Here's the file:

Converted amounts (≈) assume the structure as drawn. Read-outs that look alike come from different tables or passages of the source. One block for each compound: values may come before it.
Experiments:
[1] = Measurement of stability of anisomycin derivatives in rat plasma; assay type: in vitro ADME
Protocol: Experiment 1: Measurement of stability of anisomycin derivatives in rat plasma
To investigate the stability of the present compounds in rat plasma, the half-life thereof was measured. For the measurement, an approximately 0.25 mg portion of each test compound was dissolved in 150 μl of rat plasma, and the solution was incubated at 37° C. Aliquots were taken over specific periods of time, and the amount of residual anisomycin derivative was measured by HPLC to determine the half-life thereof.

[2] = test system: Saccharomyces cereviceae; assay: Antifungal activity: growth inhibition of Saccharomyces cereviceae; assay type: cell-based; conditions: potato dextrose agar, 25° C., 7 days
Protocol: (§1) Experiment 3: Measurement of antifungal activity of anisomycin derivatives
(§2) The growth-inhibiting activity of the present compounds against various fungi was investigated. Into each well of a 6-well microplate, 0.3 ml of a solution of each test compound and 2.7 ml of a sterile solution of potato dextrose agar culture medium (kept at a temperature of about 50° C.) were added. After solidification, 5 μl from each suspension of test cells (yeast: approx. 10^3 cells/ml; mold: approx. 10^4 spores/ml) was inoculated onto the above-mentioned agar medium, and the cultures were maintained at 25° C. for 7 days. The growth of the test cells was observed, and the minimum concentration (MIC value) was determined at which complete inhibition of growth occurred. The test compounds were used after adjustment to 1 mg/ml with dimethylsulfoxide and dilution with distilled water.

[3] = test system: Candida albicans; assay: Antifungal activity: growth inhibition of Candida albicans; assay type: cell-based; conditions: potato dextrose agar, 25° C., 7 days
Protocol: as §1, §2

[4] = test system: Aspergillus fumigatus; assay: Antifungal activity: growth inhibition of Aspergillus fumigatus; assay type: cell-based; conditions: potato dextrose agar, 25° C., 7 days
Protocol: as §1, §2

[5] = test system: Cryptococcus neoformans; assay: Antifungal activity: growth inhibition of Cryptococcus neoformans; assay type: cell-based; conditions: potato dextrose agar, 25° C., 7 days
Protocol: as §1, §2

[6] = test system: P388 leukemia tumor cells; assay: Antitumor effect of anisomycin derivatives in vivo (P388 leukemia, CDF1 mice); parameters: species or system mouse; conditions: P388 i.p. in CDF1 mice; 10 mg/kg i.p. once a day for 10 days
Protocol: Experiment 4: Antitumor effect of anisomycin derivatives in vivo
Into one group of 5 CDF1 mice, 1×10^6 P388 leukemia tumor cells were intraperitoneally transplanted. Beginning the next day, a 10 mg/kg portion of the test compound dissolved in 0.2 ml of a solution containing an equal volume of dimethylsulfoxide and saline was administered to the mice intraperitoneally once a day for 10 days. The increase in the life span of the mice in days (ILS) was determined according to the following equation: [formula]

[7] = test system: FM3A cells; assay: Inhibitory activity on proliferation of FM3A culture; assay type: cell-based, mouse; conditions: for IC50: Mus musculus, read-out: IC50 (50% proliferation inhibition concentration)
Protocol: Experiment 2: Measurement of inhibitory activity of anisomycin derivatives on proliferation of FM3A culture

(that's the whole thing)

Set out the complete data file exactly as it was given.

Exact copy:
Converted amounts (≈) assume the structure as drawn. Read-outs that look alike come from different tables or passages of the source. One block for each compound: values may come before it.
Experiments:
[1] = Measurement of stability of anisomycin derivatives in rat plasma; assay type: in vitro ADME
Protocol: Experiment 1: Measurement of stability of anisomycin derivatives in rat plasma
To investigate the stability of the present compounds in rat plasma, the half-life thereof was measured. For the measurement, an approximately 0.25 mg portion of each test compound was dissolved in 150 μl of rat plasma, and the solution was incubated at 37° C. Aliquots were taken over specific periods of time, and the amount of residual anisomycin derivative was measured by HPLC to determine the half-life thereof.

[2] = test system: Saccharomyces cereviceae; assay: Antifungal activity: growth inhibition of Saccharomyces cereviceae; assay type: cell-based; conditions: potato dextrose agar, 25° C., 7 days
Protocol: (§1) Experiment 3: Measurement of antifungal activity of anisomycin derivatives
(§2) The growth-inhibiting activity of the present compounds against various fungi was investigated. Into each well of a 6-well microplate, 0.3 ml of a solution of each test compound and 2.7 ml of a sterile solution of potato dextrose agar culture medium (kept at a temperature of about 50° C.) were added. After solidification, 5 μl from each suspension of test cells (yeast: approx. 10^3 cells/ml; mold: approx. 10^4 spores/ml) was inoculated onto the above-mentioned agar medium, and the cultures were maintained at 25° C. for 7 days. The growth of the test cells was observed, and the minimum concentration (MIC value) was determined at which complete inhibition of growth occurred. The test compounds were used after adjustment to 1 mg/ml with dimethylsulfoxide and dilution with distilled water.

[3] = test system: Candida albicans; assay: Antifungal activity: growth inhibition of Candida albicans; assay type: cell-based; conditions: potato dextrose agar, 25° C., 7 days
Protocol: as §1, §2

[4] = test system: Aspergillus fumigatus; assay: Antifungal activity: growth inhibition of Aspergillus fumigatus; assay type: cell-based; conditions: potato dextrose agar, 25° C., 7 days
Protocol: as §1, §2

[5] = test system: Cryptococcus neoformans; assay: Antifungal activity: growth inhibition of Cryptococcus neoformans; assay type: cell-based; conditions: potato dextrose agar, 25° C., 7 days
Protocol: as §1, §2

[6] = test system: P388 leukemia tumor cells; assay: Antitumor effect of anisomycin derivatives in vivo (P388 leukemia, CDF1 mice); parameters: species or system mouse; conditions: P388 i.p. in CDF1 mice; 10 mg/kg i.p. once a day for 10 days
Protocol: Experiment 4: Antitumor effect of anisomycin derivatives in vivo
Into one group of 5 CDF1 mice, 1×10^6 P388 leukemia tumor cells were intraperitoneally transplanted. Beginning the next day, a 10 mg/kg portion of the test compound dissolved in 0.2 ml of a solution containing an equal volume of dimethylsulfoxide and saline was administered to the mice intraperitoneally once a day for 10 days. The increase in the life span of the mice in days (ILS) was determined according to the following equation: [formula]

[7] = test system: FM3A cells; assay: Inhibitory activity on proliferation of FM3A culture; assay type: cell-based, mouse; conditions: for IC50: Mus musculus, read-out: IC50 (50% proliferation inhibition concentration)
Protocol: Experiment 2: Measurement of inhibitory activity of anisomycin derivatives on proliferation of FM3A culture